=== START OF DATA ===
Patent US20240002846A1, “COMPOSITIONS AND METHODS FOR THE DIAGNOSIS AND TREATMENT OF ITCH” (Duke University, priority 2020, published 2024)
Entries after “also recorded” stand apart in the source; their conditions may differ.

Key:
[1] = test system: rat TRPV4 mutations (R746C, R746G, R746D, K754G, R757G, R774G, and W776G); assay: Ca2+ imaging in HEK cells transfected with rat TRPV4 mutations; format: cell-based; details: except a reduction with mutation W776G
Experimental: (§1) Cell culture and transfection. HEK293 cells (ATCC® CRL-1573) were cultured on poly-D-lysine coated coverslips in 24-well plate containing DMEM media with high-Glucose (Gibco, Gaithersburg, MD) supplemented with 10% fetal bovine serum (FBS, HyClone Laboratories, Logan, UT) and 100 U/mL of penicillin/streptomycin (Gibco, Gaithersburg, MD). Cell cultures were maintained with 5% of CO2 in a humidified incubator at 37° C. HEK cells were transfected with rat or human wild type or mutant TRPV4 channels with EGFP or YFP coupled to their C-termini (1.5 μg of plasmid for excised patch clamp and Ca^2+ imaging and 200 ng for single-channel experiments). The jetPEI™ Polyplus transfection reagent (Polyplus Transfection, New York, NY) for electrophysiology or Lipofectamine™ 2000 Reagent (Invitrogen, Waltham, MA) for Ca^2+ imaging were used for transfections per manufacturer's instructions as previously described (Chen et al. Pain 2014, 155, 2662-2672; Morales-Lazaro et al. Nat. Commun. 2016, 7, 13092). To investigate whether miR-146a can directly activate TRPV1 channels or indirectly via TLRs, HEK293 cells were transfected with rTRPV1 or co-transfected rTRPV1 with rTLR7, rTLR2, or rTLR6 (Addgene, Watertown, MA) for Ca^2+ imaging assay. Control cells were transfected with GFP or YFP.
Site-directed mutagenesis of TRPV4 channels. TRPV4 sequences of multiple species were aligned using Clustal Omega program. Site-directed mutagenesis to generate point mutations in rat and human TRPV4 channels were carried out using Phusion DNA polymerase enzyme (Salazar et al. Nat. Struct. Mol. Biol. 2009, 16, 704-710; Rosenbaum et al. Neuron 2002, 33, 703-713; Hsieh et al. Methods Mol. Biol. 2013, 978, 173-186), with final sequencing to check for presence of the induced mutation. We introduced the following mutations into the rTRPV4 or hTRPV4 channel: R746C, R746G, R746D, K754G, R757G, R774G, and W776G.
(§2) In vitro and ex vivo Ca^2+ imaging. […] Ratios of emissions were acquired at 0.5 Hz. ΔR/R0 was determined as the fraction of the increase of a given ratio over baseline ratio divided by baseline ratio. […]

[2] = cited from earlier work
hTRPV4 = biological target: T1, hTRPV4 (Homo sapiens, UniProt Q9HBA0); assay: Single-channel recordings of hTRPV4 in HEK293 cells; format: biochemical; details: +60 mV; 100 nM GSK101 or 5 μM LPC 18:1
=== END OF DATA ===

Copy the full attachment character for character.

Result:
Patent US20240002846A1, “COMPOSITIONS AND METHODS FOR THE DIAGNOSIS AND TREATMENT OF ITCH” (Duke University, priority 2020, published 2024)
Entries after “also recorded” stand apart in the source; their conditions may differ.

Key:
[1] = test system: rat TRPV4 mutations (R746C, R746G, R746D, K754G, R757G, R774G, and W776G); assay: Ca2+ imaging in HEK cells transfected with rat TRPV4 mutations; format: cell-based; details: except a reduction with mutation W776G
Experimental: (§1) Cell culture and transfection. HEK293 cells (ATCC® CRL-1573) were cultured on poly-D-lysine coated coverslips in 24-well plate containing DMEM media with high-Glucose (Gibco, Gaithersburg, MD) supplemented with 10% fetal bovine serum (FBS, HyClone Laboratories, Logan, UT) and 100 U/mL of penicillin/streptomycin (Gibco, Gaithersburg, MD). Cell cultures were maintained with 5% of CO2 in a humidified incubator at 37° C. HEK cells were transfected with rat or human wild type or mutant TRPV4 channels with EGFP or YFP coupled to their C-termini (1.5 μg of plasmid for excised patch clamp and Ca^2+ imaging and 200 ng for single-channel experiments). The jetPEI™ Polyplus transfection reagent (Polyplus Transfection, New York, NY) for electrophysiology or Lipofectamine™ 2000 Reagent (Invitrogen, Waltham, MA) for Ca^2+ imaging were used for transfections per manufacturer's instructions as previously described (Chen et al. Pain 2014, 155, 2662-2672; Morales-Lazaro et al. Nat. Commun. 2016, 7, 13092). To investigate whether miR-146a can directly activate TRPV1 channels or indirectly via TLRs, HEK293 cells were transfected with rTRPV1 or co-transfected rTRPV1 with rTLR7, rTLR2, or rTLR6 (Addgene, Watertown, MA) for Ca^2+ imaging assay. Control cells were transfected with GFP or YFP.
Site-directed mutagenesis of TRPV4 channels. TRPV4 sequences of multiple species were aligned using Clustal Omega program. Site-directed mutagenesis to generate point mutations in rat and human TRPV4 channels were carried out using Phusion DNA polymerase enzyme (Salazar et al. Nat. Struct. Mol. Biol. 2009, 16, 704-710; Rosenbaum et al. Neuron 2002, 33, 703-713; Hsieh et al. Methods Mol. Biol. 2013, 978, 173-186), with final sequencing to check for presence of the induced mutation. We introduced the following mutations into the rTRPV4 or hTRPV4 channel: R746C, R746G, R746D, K754G, R757G, R774G, and W776G.
(§2) In vitro and ex vivo Ca^2+ imaging. […] Ratios of emissions were acquired at 0.5 Hz. ΔR/R0 was determined as the fraction of the increase of a given ratio over baseline ratio divided by baseline ratio. […]

[2] = cited from earlier work
hTRPV4 = biological target: T1, hTRPV4 (Homo sapiens, UniProt Q9HBA0); assay: Single-channel recordings of hTRPV4 in HEK293 cells; format: biochemical; details: +60 mV; 100 nM GSK101 or 5 μM LPC 18:1